To be on the conservative side, we assume here that the diet of any species considered to be acridivorous does not consist by more than 50 % of grasshopper prey, even if we know for certain species (Montagu's Harrier, Lesser Kestrel; Mullié 2009) or suspect for others (White Stork, Abyssinian Roller, Coracias abyssinica, Woodchat Shrike, Lantus senator) (this study) that the proportion by weight of grasshoppers in their diet may be as high as 80–90%. Furthermore we follow Axelsen et al. (2009) that any breeding granivorous species only feeds on grasshoppers during the rainy season and from November onwards only feeds on grains.
Individual field metabolic rates (FMRs) of birds were calculated by using an allometric analysis of log-log transformed data of fresh body mass (Mb) in g and FMR in kJ/day of 229 vertebrate species (p<0.007, F1,227=547;FMR=2.25Mb0.808) (Nagy2005). A database was developed in Excel (Microsoft Inc.) containing for each record, along with bird species name, number observed and distance, information on bird body mass, FMR, FMR corrected for food digestibility, effective strip width (ESW; see under statistics), origin (Palaearctic or Afro-tropical) and detection probability (Table 1). From these data, bird densities/km2 and their grasshopper consumption were calculated.
To estimate the percentage of grasshopper biomass taken daily by the acridivorous bird community, the calculated daily consumption (kg DM/km2) was divided by the calculated daily total biomass of grasshoppers present + daily consumption (kg DM/km2) and multiplied by 100.
Food remains in regurgitated pellets.—Only data on pellet contents from Montagu's Harriers became available during the study; data from other species will be published elsewhere. All Montagu's Harriers feeding in Khelcom used up to 4 communal roosts within the area. During the extensive monitoring period regurgitated pellets were randomly collected in the roosts (ca 100 pellets per roost and pervisit), individually wrapped in plastic foil and labelled for future analysis and identification of the prey remains. As the main orthopteran remains in pellets are mandibles, a key had to be developed to identify individual species (Franck Noel, in prep.), taking into account the wear of the mandibles (cf. Chapman 1964, Zouhourian-Saghiri et al. 1983, Gangwere & Spiller 1995, Smith & Capinera 2005). Prey remains per pellet were counted (using maxima of left or right mandibles, tibiae, femurs, and other identifiable parts) and biomass of grasshoppers calculated from data in Appendix 1.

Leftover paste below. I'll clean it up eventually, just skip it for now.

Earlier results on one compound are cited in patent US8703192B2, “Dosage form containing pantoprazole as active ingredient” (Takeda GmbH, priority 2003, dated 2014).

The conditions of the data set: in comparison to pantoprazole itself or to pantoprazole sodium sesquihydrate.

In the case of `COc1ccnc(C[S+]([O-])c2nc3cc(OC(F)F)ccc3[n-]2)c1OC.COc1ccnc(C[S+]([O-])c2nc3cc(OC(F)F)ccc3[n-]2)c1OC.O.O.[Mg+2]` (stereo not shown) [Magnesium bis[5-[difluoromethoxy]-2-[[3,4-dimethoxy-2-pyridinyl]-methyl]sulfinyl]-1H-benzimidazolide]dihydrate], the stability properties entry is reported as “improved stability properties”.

Statistics: grasshopper densities.—Count data were log transformed before analysis. Because data were not independent in time, a BACI (Before-After-Control-Impact) design was applied (Stewart-Oaten et al. 1986). In this design, the effect parameter [Log (n+1)treated - Log (n+1)control]before was tested against [Log(n+1)treated - Log(n+1)control]after* It was thus implicitly assumed that the log difference of ‘to be treated’ and control plots was constant in time before treatments and that any change in this ratio, after spraying of GM, was caused by a treatment effect.
Statistics: bird densities.—The results from the transect counts were analyzed with the software Distance 5.0, release 2 (Thomas et al. 2006). For each individual species (for common species) or group of species (for less common species) Effective Strip Width (ESW) was calculated, a measure that depends on the probability of detecting a bird. To obtain a larger sample size, the less-common species were grouped into three categories: from 1 (low) to 3 (high) probability of detection. These categories corresponded approximately with detection distances of 0–100 m (1), 0–200 m (2) and 0->400 m (3). For about half the number of bird species, a Hazard Rate model was used to calculate ESW, for the others a Half-normal with Cosine Expansion model. The chosen observation interval was manual in half of the cases and automatic in the others, whereas truncation of observation distance was applied in most cases to allow for a better fit of the chosen model. Details are given in Table 1.
To transform count data into densities, the following formula was applied: Density (ind./km2) = number counted / (2 × 2.1 × ESW). In this formula the factor 2 corrects for the two sides of the transect counted and the factor 2.1 is the total length in km of the three subtransects per plot. As an example we can take 9 Singing Bush-larks counted on a plot, which would give a density of 9/(2 × 2.1 × 0.0326) = 65.73 ind./km2. Calculated densities were neither corrected for breeding females nor for nestlings, as was done by Axelsen et al. (2009).
Information on body mass, (corrected) field metabolic rates (FMR), origin, detection probabilities, effective strip width (ESW) and model parameters used in calculations of species considered as acridivorous during at least a part of the study period.